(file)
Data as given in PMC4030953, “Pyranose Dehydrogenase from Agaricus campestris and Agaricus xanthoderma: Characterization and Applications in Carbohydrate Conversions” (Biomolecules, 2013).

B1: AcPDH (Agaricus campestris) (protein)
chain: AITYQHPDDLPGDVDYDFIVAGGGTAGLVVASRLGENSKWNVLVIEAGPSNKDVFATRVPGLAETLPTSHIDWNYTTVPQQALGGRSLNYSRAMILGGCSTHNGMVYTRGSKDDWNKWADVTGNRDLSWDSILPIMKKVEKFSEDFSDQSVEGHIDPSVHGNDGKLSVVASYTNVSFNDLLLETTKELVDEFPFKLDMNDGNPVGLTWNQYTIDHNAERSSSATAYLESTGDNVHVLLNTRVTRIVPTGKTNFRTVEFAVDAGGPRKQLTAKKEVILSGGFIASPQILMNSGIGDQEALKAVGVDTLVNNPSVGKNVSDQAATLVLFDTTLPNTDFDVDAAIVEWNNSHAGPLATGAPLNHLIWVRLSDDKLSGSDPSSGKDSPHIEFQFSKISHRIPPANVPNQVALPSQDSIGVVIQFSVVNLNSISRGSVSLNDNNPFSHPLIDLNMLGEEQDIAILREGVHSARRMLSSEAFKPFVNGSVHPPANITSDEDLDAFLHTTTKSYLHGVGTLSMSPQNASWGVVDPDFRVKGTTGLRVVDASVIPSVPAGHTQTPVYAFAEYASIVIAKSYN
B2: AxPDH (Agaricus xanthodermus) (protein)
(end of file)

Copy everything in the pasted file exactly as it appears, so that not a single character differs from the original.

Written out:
Data as given in PMC4030953, “Pyranose Dehydrogenase from Agaricus campestris and Agaricus xanthoderma: Characterization and Applications in Carbohydrate Conversions” (Biomolecules, 2013).

B1: AcPDH (Agaricus campestris) (protein)
chain: AITYQHPDDLPGDVDYDFIVAGGGTAGLVVASRLGENSKWNVLVIEAGPSNKDVFATRVPGLAETLPTSHIDWNYTTVPQQALGGRSLNYSRAMILGGCSTHNGMVYTRGSKDDWNKWADVTGNRDLSWDSILPIMKKVEKFSEDFSDQSVEGHIDPSVHGNDGKLSVVASYTNVSFNDLLLETTKELVDEFPFKLDMNDGNPVGLTWNQYTIDHNAERSSSATAYLESTGDNVHVLLNTRVTRIVPTGKTNFRTVEFAVDAGGPRKQLTAKKEVILSGGFIASPQILMNSGIGDQEALKAVGVDTLVNNPSVGKNVSDQAATLVLFDTTLPNTDFDVDAAIVEWNNSHAGPLATGAPLNHLIWVRLSDDKLSGSDPSSGKDSPHIEFQFSKISHRIPPANVPNQVALPSQDSIGVVIQFSVVNLNSISRGSVSLNDNNPFSHPLIDLNMLGEEQDIAILREGVHSARRMLSSEAFKPFVNGSVHPPANITSDEDLDAFLHTTTKSYLHGVGTLSMSPQNASWGVVDPDFRVKGTTGLRVVDASVIPSVPAGHTQTPVYAFAEYASIVIAKSYN
B2: AxPDH (Agaricus xanthodermus) (protein)